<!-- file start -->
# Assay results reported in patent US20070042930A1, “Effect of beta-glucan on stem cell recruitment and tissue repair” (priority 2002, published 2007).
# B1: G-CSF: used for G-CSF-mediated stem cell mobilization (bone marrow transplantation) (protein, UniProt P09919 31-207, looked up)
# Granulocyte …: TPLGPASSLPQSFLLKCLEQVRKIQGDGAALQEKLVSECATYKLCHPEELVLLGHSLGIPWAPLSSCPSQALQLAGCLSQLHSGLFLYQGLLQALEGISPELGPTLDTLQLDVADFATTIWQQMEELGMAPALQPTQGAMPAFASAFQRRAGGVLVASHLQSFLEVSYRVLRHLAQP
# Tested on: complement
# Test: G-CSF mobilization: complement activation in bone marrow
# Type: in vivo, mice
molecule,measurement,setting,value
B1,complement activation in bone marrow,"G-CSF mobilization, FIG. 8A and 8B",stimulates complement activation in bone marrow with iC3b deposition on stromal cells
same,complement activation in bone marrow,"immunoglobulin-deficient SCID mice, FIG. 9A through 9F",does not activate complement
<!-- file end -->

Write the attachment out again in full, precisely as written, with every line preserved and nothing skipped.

# Assay results reported in patent US20070042930A1, “Effect of beta-glucan on stem cell recruitment and tissue repair” (priority 2002, published 2007).
# B1: G-CSF: used for G-CSF-mediated stem cell mobilization (bone marrow transplantation) (protein, UniProt P09919 31-207, looked up)
# Granulocyte …: TPLGPASSLPQSFLLKCLEQVRKIQGDGAALQEKLVSECATYKLCHPEELVLLGHSLGIPWAPLSSCPSQALQLAGCLSQLHSGLFLYQGLLQALEGISPELGPTLDTLQLDVADFATTIWQQMEELGMAPALQPTQGAMPAFASAFQRRAGGVLVASHLQSFLEVSYRVLRHLAQP
# Tested on: complement
# Test: G-CSF mobilization: complement activation in bone marrow
# Type: in vivo, mice
molecule,measurement,setting,value
B1,complement activation in bone marrow,"G-CSF mobilization, FIG. 8A and 8B",stimulates complement activation in bone marrow with iC3b deposition on stromal cells
same,complement activation in bone marrow,"immunoglobulin-deficient SCID mice, FIG. 9A through 9F",does not activate complement